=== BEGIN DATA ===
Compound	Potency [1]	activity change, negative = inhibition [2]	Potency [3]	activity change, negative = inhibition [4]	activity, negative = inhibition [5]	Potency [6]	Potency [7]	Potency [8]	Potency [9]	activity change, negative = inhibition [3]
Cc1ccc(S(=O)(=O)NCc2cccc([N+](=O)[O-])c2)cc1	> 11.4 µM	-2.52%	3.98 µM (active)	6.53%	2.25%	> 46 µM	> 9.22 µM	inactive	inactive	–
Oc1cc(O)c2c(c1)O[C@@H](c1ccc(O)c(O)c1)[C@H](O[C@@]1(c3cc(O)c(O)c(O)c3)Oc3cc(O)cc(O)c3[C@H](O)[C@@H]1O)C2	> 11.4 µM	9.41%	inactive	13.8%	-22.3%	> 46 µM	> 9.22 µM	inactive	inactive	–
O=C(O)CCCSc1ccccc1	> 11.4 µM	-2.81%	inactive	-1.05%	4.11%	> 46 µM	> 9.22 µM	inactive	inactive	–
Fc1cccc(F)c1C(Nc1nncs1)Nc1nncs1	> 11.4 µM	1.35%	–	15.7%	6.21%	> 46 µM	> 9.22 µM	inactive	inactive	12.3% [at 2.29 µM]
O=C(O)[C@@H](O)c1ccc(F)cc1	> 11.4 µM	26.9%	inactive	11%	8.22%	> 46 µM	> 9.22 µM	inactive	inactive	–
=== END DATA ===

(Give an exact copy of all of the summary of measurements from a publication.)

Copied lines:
Compound	Potency [1]	activity change, negative = inhibition [2]	Potency [3]	activity change, negative = inhibition [4]	activity, negative = inhibition [5]	Potency [6]	Potency [7]	Potency [8]	Potency [9]	activity change, negative = inhibition [3]
Cc1ccc(S(=O)(=O)NCc2cccc([N+](=O)[O-])c2)cc1	> 11.4 µM	-2.52%	3.98 µM (active)	6.53%	2.25%	> 46 µM	> 9.22 µM	inactive	inactive	–
Oc1cc(O)c2c(c1)O[C@@H](c1ccc(O)c(O)c1)[C@H](O[C@@]1(c3cc(O)c(O)c(O)c3)Oc3cc(O)cc(O)c3[C@H](O)[C@@H]1O)C2	> 11.4 µM	9.41%	inactive	13.8%	-22.3%	> 46 µM	> 9.22 µM	inactive	inactive	–
O=C(O)CCCSc1ccccc1	> 11.4 µM	-2.81%	inactive	-1.05%	4.11%	> 46 µM	> 9.22 µM	inactive	inactive	–
Fc1cccc(F)c1C(Nc1nncs1)Nc1nncs1	> 11.4 µM	1.35%	–	15.7%	6.21%	> 46 µM	> 9.22 µM	inactive	inactive	12.3% [at 2.29 µM]
O=C(O)[C@@H](O)c1ccc(F)cc1	> 11.4 µM	26.9%	inactive	11%	8.22%	> 46 µM	> 9.22 µM	inactive	inactive	–